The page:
As I said before, Roseanne is the first sitcom I’ve watched for this project that hasn’t gotten me on its side immediately. It’s slowly been shedding elements I haven’t enjoyed as the first season has gone on, but quite a few are still there, including this one. I’m really hoping the show made the right decisions in regard to its less enjoyable elements, because I really do want to love it. I have high hopes for season 2.

Monday, 13 February 2012


Hi there! I'm Paul. I'm a big sitcom fan, but I haven't seen many of the classics. Last summer I decided to work through some of the most important sitcoms. I wrote a bit about my experience watching Mary Tyler Moore, Cheers, and Roseanne on my personal blog already, but I decided that in the interest of making this project more exciting, I should give it its own blog. Any posts before this one are copied exactly from my personal blog, so they sometimes lack a bit of context. I'm now almost done season 1 of Roseanne, and so far it's a show I'm not enjoying as much as MTM and Cheers, but I'm confident I'll come around to it soon.

Sunday, 5 February 2012

Roseanne and jokes

Tiny Roseanne update: though the show hasn't yet figured out how to make standard sitcom setup-punchline jokes seem natural, I'm really enjoying how it's getting laughs from scenes where Dan and Roseanne are joking around with each other like a real couple would. They pull impressions, sing songs, and make each other laugh, and there are no stilted punchlines in sight. Hopefully more of the show will be devoted to that sort of thing as it goes along!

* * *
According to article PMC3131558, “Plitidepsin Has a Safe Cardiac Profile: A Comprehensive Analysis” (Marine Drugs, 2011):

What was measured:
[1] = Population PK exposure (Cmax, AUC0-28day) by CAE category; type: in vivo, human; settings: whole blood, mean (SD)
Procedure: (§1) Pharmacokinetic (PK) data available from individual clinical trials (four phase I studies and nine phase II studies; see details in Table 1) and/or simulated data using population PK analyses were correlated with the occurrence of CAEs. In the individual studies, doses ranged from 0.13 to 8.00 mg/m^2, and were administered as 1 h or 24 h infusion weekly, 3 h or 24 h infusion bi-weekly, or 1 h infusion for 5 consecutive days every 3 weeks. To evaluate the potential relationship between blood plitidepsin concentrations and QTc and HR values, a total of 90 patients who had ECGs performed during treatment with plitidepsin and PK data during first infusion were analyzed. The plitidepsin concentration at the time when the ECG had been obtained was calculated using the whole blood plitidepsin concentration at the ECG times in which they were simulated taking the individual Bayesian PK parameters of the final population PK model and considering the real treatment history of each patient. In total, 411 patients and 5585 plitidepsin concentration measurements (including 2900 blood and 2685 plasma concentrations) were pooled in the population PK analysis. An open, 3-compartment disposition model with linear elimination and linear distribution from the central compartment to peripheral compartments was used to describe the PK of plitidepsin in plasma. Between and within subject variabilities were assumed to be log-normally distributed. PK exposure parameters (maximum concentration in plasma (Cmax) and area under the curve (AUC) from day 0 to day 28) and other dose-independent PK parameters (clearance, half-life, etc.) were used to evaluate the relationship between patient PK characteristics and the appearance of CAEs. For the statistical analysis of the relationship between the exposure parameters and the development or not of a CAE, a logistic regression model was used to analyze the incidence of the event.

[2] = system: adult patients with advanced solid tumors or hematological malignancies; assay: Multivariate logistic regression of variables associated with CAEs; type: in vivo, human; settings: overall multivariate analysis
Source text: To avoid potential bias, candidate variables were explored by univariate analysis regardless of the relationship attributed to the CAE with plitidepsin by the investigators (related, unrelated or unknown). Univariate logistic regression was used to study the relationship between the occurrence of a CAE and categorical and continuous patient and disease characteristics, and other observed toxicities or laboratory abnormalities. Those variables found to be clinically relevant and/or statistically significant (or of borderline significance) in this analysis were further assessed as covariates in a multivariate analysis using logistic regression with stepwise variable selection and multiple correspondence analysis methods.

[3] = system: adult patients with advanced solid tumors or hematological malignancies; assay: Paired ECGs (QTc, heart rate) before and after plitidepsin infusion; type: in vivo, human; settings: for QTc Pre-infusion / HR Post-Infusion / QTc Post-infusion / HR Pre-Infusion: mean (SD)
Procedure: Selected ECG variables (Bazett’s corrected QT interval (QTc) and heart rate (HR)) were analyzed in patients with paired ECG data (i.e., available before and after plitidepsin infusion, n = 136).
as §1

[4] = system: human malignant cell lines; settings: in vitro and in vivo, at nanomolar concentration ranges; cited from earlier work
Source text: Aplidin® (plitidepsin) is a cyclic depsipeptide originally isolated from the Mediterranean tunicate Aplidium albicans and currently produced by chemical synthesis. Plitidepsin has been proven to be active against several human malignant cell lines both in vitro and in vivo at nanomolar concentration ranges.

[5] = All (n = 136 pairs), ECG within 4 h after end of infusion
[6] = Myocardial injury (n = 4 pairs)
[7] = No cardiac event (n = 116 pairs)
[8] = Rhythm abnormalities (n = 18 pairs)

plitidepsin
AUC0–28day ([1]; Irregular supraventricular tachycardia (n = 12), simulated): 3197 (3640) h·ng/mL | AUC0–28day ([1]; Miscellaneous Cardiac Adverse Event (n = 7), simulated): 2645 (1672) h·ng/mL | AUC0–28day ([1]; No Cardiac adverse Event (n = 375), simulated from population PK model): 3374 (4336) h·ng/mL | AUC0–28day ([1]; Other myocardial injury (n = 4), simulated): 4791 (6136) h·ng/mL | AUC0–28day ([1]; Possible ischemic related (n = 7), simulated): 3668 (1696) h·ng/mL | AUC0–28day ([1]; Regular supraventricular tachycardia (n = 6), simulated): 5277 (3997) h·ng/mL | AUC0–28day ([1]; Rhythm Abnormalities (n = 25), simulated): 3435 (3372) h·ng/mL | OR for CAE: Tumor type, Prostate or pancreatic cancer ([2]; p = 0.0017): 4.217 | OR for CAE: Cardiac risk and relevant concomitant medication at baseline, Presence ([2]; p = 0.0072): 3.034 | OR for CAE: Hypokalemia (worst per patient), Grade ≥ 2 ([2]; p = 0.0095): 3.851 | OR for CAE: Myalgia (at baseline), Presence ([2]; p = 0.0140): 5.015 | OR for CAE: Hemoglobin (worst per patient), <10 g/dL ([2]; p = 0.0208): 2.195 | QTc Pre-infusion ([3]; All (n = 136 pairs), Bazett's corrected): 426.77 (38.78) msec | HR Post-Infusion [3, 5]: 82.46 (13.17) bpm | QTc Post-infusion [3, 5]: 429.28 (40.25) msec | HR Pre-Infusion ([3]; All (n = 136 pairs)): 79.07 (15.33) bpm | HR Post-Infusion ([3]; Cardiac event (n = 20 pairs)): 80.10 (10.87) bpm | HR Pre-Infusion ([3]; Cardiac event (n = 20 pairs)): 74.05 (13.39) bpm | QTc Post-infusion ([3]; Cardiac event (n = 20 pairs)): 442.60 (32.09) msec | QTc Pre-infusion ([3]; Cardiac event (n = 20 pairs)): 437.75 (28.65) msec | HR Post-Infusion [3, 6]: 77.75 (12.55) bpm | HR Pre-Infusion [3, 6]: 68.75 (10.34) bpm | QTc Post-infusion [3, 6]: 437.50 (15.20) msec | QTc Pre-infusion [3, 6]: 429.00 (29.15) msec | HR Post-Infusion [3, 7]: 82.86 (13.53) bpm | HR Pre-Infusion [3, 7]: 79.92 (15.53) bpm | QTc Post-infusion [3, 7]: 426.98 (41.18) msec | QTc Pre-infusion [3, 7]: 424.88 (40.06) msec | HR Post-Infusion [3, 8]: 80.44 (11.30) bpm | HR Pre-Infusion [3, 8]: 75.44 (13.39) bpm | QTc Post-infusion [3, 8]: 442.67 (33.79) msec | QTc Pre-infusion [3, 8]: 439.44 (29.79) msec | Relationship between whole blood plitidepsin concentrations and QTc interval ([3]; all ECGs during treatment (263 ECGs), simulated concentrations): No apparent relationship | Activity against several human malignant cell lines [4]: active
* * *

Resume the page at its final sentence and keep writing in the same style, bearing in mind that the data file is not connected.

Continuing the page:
Wednesday, 1 February 2012

Roseanne and "one big laugh"

So far in my big sitcom project, I've figured that if a show can give me one big laugh, one that feels earned and true to its characters, it's worth sticking with for a while. Mary Tyler Moore and Cheers both did it in their pilots, but Roseanne took until the end of its fifth episode to really get to me. I've got a few problems with the show at this stage (mostly regarding Roseanne's acting abilities and the hooting-and-hollering audience), but I think I'll be happy to stick with it.